How To Optimize Your Menu Profit « Menu Engineering »


Let’s face it; everyone in the restaurant industry is looking for a leg up on the competition and trying to maximize profits. Having worked with Business Intelligence (BI) and Analytics tools over the past decade, I’ve found restaurant chains are pushing the envelope by assembling an optimized menu mix using a back office technique called Menu Engineering.

When you do a quick search for “Menu Engineering”, you will find a whole host of consultants vying to help restaurants figure out what should be on an optimized menu.  They’ll even suggest how and in what order those products should be displayed to customers. Restaurant owners are quick to see the value in doing this type of analysis, but the first step is always the same: you need the right data to get started. 

The question then becomes, what is the right data and how do I get it? 

First, let’s focus on what is the “right” data. In order to get meaningful results from your analysis, your data set needs to include the following data:

1. Transaction level detail: First things first, you need to have comprehensive data on the number of sales of each menu item, including timeframe and how much they actually sold for. You also need this information captured for all the restaurants for which you want to run the analysis. Lastly, think about how often you are going to run this analysis and for what date range. If you have one year’s worth of data, then you could not only run a quarterly analysis, but also compare the current quarter’s results against the previous quarter to see how the outcomes may have changed over time.

2. Ingredient Cost: This might sound simple, but the ingredient cost for each menu item can make or break the process and is the most essential aspect of Menu Engineering. If you can’t effectively breakdown what your product costs your restaurant to make, then you have no shot at determining what the profitability is of the sold product. Not only do you really need to understand your ingredient costs, you need to make sure that they are calculated and reported the same way across all your restaurants.

3. Menu Segmentation: Comparing apples to apples (pun intended) is important. Menu segmentation into categories like entrees, appetizers and desserts or subcategories such as breakfast, lunch or dinner will give you the option to compare like items. Certainly, you can analyze the results across all segments, but more value can be captured when comparing one entrée to other entrees on the menu, or one lunch item to other lunch items. Again, much like costing, these categories must be consistent across the entire data set so that the results of the analysis will be useable.

Now we focus on the second part of the question, where do you get the data from?

This is where business intelligence and analytics platforms come in. A typical platform will access a comprehensive data warehouse pre-populated with all the data (and a lot more) mentioned above.  This data is accumulated and driven by your enterprise back office solution.  

With a BI tool used in connection with a back office solution, a menu mix analysis should only take a few minutes to complete. You will still need to set up how you want to classify your Dogs, Stars, Puzzles and Plow Horses – or whatever your chosen methodology is.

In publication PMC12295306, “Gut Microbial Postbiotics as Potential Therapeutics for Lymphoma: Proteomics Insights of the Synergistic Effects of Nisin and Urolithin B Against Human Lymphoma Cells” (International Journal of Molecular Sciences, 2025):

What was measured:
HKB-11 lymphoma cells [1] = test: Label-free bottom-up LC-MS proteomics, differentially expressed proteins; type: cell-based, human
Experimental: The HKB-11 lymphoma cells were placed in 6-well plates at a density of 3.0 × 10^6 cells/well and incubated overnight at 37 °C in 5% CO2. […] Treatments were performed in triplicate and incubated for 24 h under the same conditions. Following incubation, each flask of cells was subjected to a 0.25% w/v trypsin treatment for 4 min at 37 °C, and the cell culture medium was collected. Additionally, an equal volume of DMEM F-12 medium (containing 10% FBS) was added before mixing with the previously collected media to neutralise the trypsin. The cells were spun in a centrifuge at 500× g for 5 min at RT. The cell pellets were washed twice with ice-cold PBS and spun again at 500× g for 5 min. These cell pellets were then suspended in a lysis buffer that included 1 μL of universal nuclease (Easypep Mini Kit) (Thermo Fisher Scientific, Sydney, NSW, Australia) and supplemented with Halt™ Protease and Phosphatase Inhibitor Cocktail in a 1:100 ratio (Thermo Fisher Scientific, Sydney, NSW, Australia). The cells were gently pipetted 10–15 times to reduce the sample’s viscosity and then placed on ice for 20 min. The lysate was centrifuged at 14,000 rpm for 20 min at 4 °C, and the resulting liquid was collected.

Simply point it at your data set, pick the date ranges and let the report engine do the work for you.  Then, when you want run this analysis the following quarter (or whenever), simply adjust the date range.

How to Write Amazing Procedures That Your Employees Will Actually Use To Get Tasks Done Correctly !



Are your Employees bored to sleep by your procedures?

Most procedures are boring! The steps are mundane and the result aren’t fulfilling to employees. They have a difficult time seeing the big picture when they’re just a perceived “minor” piece of the puzzle that makes your business successful.

When a business operates with boring procedures failure is usually right around the corner.

 The Promise: Steps to Creating Amazing Procedures

This article will outline steps for creating amazing procedures. Your business relies so much on the great people you have working within the company. But you can’t experience success if you’re employees are frustrated with your boring procedures.

To create procedures that your Employees with actually love to use, you first have to understand psychology. This article will provide you with the understanding and the steps you need to create amazing procedures.


Step One: Use the Four Modes of Learning


There are four modes of learning:

  1. Reading and Writing

2. Auditory

3. Visual

4. Kinesthetic

When creating procedures for your company, figure out how each of your employees learns. This comes through interviews and observations.

Once you realize how your employees best learn you can alter the procedures to give them a better chance for success in repeating the procedure over and over for the success of the company.

For example, the building organization in Australia known as HIA has an apprenticeship program. The case studies discussed shows how two struggling young adults found what they needed by taking part in the program. They were able to learn while on the job and now have bigger ambitions. They want to improve building procedures and find success on their own.

Take Action: Investigate the learning styles of your employees. Fit the procedures you have in place to each employee. Those that want to read should have manuals. Those that are auditory learners should get audio recordings. Visual learners get YouTube videos and so forth.

  Step Two: Use Intrinsic Motivation


The best employees are self-motivated by procedures. They focus on peak performance.

There are two types of motivation: Intrinsic and Extrinsic.

Intrinsic motivation is when people are driven to succeed for internal reasons. Usually, people with intrinsic motivation are driven because they are truly interested in what they are doing or they find enjoyment and pleasure in the task.

Extrinsic motivation is when people are driven to succeed for the things like rewards or for the “I told you so” factor. These are external motivations that require something outside of the person’s own control.

People that are self-motivated are driven by procedures because they know it will lead to success.